There are occasions when the area’s top high school athletes face one another in a pool, on a field, court or course.
The results go up on a scoreboard or in a scorecard.
Sometimes curiosity remains among athletes like Brockport sophomore Cory Gross Jr. or Honeoye Falls-Lima senior Jackson Tate. How strong was that linebacker who tried to body slam me to the turf? How fast was that runner I was in an uphill race with?
University of Rochester Medicine Sports Medicine can provide answers for Gross, Tate and 40 other Democrat and Chronicle All-Greater Rochester fall sport athletes who took part in a sports performance combine Saturday. The Rochester-region’s top high school swimmers, cross country runners, golfers, tennis, field hockey, football, soccer and volleyball players were invited to show what they can do inside on Pinnacle Athletic Campus in Victor, at no charge.
“I’m a nordic skier (at HF-L) so our practices have been pretty brutal as of late,” Tate said. “I was kind of looking to do something a little different.
“There was some free stuff (for the athletes) involved, it was a great way to see how I matched up against some other kids in Section V, and it was a fun way to spend a Saturday morning. My fun is different than others’ “
Different indeed. Tate, a cross country runner at HF-L since he was in the eighth grade, moved with other boys and girls to stations around the 135,000-square-foot facility, where they were asked to perform a vertical jump, dash 40 yards, hustle through an agility test or have the strength of their grip measured.
Some of the testing appeared to be more sophisticated, such as biometric screening. Members of the UR Medicine Sports Medicine staff wrote down and typed the results.
“I had a general idea (of what to expect),” Tate said. “I came in, registered and did a warm-up, which was appreciated. Then, it felt a little intense when you walked in. You have this whole spread (of stations) in front of you, and there’s some big guys out there.
“It ended up being kind of fun.”
There also was a bench press, a station to determine the amount of range in someone’s shoulders, a chest put with a medicine ball and the tests of all these tests, a 300-yard run – done twice with a five-minute break in between.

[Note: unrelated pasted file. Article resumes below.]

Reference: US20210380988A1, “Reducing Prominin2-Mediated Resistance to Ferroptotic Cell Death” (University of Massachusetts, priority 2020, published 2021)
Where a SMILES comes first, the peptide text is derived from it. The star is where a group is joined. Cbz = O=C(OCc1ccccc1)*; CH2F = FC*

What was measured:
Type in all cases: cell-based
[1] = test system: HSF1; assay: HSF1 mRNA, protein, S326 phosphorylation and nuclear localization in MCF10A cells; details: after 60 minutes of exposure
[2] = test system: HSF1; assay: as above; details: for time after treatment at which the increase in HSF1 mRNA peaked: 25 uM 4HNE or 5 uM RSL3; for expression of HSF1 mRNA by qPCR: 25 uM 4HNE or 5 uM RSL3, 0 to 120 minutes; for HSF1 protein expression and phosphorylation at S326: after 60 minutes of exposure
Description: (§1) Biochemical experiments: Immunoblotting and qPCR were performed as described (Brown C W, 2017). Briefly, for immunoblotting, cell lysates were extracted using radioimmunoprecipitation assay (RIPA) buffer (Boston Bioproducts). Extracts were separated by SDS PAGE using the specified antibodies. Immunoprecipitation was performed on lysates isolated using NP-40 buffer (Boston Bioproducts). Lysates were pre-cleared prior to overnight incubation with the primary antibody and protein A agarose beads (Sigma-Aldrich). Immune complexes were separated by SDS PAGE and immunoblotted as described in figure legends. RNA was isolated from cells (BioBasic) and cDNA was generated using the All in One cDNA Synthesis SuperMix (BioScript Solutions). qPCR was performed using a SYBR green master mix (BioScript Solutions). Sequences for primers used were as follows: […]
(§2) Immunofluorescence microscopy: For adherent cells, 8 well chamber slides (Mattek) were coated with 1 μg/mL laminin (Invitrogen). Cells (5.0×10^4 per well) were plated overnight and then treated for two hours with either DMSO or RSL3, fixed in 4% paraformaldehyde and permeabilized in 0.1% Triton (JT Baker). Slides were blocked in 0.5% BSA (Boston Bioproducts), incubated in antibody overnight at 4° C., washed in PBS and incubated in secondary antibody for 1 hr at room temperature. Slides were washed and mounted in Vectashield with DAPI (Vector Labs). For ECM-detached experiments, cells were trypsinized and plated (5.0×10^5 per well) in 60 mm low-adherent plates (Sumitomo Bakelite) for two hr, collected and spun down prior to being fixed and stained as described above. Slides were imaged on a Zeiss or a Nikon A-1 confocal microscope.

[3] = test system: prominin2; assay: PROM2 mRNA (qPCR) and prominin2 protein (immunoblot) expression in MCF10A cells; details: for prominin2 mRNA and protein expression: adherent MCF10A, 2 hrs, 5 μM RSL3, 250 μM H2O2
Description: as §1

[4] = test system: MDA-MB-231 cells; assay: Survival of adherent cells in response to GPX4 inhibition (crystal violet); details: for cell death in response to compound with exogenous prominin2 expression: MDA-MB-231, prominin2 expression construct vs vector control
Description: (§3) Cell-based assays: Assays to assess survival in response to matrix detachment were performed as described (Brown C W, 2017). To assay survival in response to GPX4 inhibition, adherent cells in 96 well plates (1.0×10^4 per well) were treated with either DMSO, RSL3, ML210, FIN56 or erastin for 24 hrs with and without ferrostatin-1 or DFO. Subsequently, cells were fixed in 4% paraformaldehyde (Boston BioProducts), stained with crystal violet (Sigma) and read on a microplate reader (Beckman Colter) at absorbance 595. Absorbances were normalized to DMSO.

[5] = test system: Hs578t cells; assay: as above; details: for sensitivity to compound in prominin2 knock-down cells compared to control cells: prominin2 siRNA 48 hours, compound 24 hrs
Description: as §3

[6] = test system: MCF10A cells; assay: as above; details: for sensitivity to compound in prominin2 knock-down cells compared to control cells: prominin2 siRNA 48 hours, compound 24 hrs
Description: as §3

“They saved the best for last, the 300-yard shuttle,” Tate said. “The bench press was pretty pitiful for most of us cross country guys, but there’s only so much you can do over there. Overall, it was kind of neat.
“I used to be a big NFL fan when I was little, so you can say ‘Oh yeah, I did that, I understand how hard that is.’ ”’
All of the athletes have a profile that contains their data and can be accessed on the Internet with a password.
“It also ranks them compared to national or regional norms,” UR Medicine Sports Medicine director of rehabilitation services Kostantinos Vasalos said. “So they can see I’m in the 10th percentile of this, but I’m in the 50th percentile or 100th percentile for this, so they can identify what their strengths and their weaknesses are and take the next corrective measure.”
Comparing the bench press results of Tate, who has committed to run at SUNY Geneseo, with Gross, a football running back and defensive back, may not do much good for either. The same goes for 5 foot-4 inch, 105-pound McQuaid junior cross country runner Joe Doerr and 210-pound Penfield senior linebacker Jack Hartnett, but the test data can have another use.
“Like other combines that people may be familiar with, we are looking at things like speed, power and agility,” Vasalos said. “What makes our combines unique is we have a whole host of injury preventive screenings, too.
“So we look at range of motion, coordination muscle control, balance, things that put kids at risk for sports injury. We’re passionate about keeping our athletes healthy and enhancing their performance. These combines have become a great tool for us to blend the two of those things, where we can give athletes great data on how they are performing athletically and we can inform them on any potential risk factors they have, so they can take action, correct them and keep themselves in the game longer.”
It was the combination of a growth spurt and injury that cut the first varsity season of football for Gross very short at Brockport, when he was a freshman. This fall went a lot better for Gross and a Brockport team that became a Section V champion for the first time. There were still bumps and bruises to deal with in a tough sport, so the data from the combine also peaked the interest of Cory Gross Sr. and Deatie Cherry, Cory’s parents.
“He played through a hip injury, hand injury, everything this season,” Cherry said. “He’s been to ‘Strong Ortho’ quite a few times the past football season. We’ve been through the worst.”
Now the Gross family can use the information as a starting point in the future, to see how much Cory Gross Jr. has really healed and improved. The information can also be passed along to recruiters for college teams. Recruiters have been known to share this type of information with colleagues and friends in their sports, if a recruit may not be a fit for their team.
Morgan Bronstein, a sophomore at Pittsford Sutherland, belongs on the AGR girls golf team after her first-place finish in the Monroe County league’s Tournament of Champions and earning a second trip to the state championships. Bronstein’s sport of choice however, is hockey. She skates with the Pittsford JV.
“I think it’s just good to see overall how you’re doing and do a little bit of everything,” Bronstein said. “I can push myself a lot and do things that I didn’t think I can do. I’ve gotten a lot better, like the running.
“I did it (at a national hockey camp last summer) and I thought I did a lot better this time. It’ll be cool to see how I compare and I know that they can compare me to people around the country, so it’ll be cool to see where I fall.”